Anna Chlumsky does her best to manage Julia Louise-Dreyfus in “Veep.”
Given the many flavors of comedy and personal taste, is it even possible to create something that is universally funny?
Writers Guild of America’s list of the 101 funniest scripts ever written may be more definitive for some than others, but, if nothing else, the list reflects how broad comic appeal can be.
While the top five films appear to have little in common, at the heart of each lie shared elements of
Continue reading “The best comedy writing starts with characters”
The award-winning all-female Canadian sketch comedy, Baroness von Sketch Show, examines narcissistic contemporary culture.
While Saturday Night Live, with its skewering political satire, has returned to late-night prominence, another sketch comedy, north of the border, is equally worthy of praise: Baroness von Sketch Show. Launched last year on CBC, the female-driven sketch comedy appropriately won the Canadian Screen Award for Best Variety or Sketch Comedy on International Women’s Day.
Continue reading “Baroness von Sketch: Keen satire, devilishly female”
Director Ava DuVernay’s cogent documentary, 13TH, exposes a broken democracy.
As someone with a background in broadcast journalism and film, I tend to be extra critical of documentaries. Too many tend to be poorly structured, indulgent, boring, uninformative, or some combination thereof. But “13TH” is among the more cogent and compelling documentaries I’ve seen in years.
Continue reading “13th Amendment documentary: Slavery, hypocrisy, and profit”
Online activist Aaron Swartz fought online censorship, championed an open Internet.
One week into the Trump Administration, did you ever think you’d be associating the phrase “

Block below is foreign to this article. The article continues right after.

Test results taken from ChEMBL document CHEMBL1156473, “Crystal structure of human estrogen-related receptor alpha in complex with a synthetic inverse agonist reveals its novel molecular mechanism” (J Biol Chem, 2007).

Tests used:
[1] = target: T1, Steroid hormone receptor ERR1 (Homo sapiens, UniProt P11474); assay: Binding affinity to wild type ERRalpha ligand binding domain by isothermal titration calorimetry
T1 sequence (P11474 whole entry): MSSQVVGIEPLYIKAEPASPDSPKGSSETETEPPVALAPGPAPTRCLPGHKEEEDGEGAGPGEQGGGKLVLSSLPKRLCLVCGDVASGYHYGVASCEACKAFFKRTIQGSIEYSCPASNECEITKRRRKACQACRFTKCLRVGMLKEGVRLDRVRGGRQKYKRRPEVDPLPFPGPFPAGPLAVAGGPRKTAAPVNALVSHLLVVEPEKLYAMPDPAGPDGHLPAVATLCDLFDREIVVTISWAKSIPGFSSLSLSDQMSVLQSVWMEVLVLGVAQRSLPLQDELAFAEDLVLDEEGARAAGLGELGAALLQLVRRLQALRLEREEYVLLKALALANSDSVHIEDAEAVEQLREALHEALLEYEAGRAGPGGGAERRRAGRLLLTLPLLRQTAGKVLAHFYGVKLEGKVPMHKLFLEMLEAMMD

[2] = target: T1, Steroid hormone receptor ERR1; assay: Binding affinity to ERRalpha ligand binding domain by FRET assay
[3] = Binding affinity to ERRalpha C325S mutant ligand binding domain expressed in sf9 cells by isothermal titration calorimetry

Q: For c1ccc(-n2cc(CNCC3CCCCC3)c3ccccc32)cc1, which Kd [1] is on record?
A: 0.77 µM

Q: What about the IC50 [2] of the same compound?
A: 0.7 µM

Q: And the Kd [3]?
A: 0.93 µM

rogue twitter accounts” with the U.S. National Park Service, NASA, and numerous other Federal agencies? In this odd new world, the free exchange of ideas once again is under attack. And with changes coming to the Federal Communications Commission, so, too, is net neutrality. Continue reading “Censorship, net neutrality, and preserving the Internet”
Giddy teens Kirsten Dunst and Michelle Williams, with Dan Hedaya as Richard Nixon (Photo by Phoenix Pictures/Getty Images).
While it may be difficult to find humor in these
“unpresidented” times, the last thing you may be in the mood for is a “political” film recommendation, but “ Dick” is no ordinary political film. Continue reading “Humor for ‘unpresidented’ times: Political comedy “Dick””
Krysten Ritter as Jessica Jones: A hard-drinking private investigator with a superhero problem.
If you are still looking for a reason to subscribe to Netflix, all 13 episodes of “Jessica Jones” is it.
And if you’re already a subscriber, do whatever you do to prep for some serious binge viewing because “
Jessica Jones” has it all: Action, romance, intrigue! Continue reading “Jessica Jones has what you need”
Stewart Stern (1922-2015)
I want to preface this post by saying, emphatically, it’s not about me. But, as
Stewart Stern would insist, despite my state of denial, it really, really, really is. And that’s why so many are mourning his death this week. You may have seen the headlines about the death of the guy who wrote “Rebel Without A Cause,” but Stewart, of course, was more than a gifted screenwriter. His screenwriting instruction transcended “instruction,” as anyone who studied with him would attest. And it got me thinking about what I learned from his class at TheFilmSchool, because it was unlike any screenwriting class or workshop I’d had, and ever will have.
Continue reading “Screenwriting lessons I learned from Stewart Stern”
However arbitrary, the start of the new year is when we’re reminded to make resolutions, set goals, etc., etc., which, admittedly, prompted me to add a new column to my screenwriting development slate — an addition I expect to resonate throughout the year. Wait — a screenwriting dev slate? Continue reading “Screenwriting development slates and focusing on stories that resonate”
Walt Hickey’s recent FiveThirtyEight blog post, “ How Data Can Help You Write A Better Screenplay,” is flawed on so many levels, the key one being predictive analytics does not apply to screenwriting. Why not? Because, first and foremost, the screenplay is a blueprint for a film, and the process of interpreting text to a visual medium reflects a collaborative effort with multiple unpredictable variables — most notably, people: actors, directors, producers, editors, cinematograhpers, sound technicians, more writers, set designers, etc. Continue reading “No, data cannot help you write a better screenplay”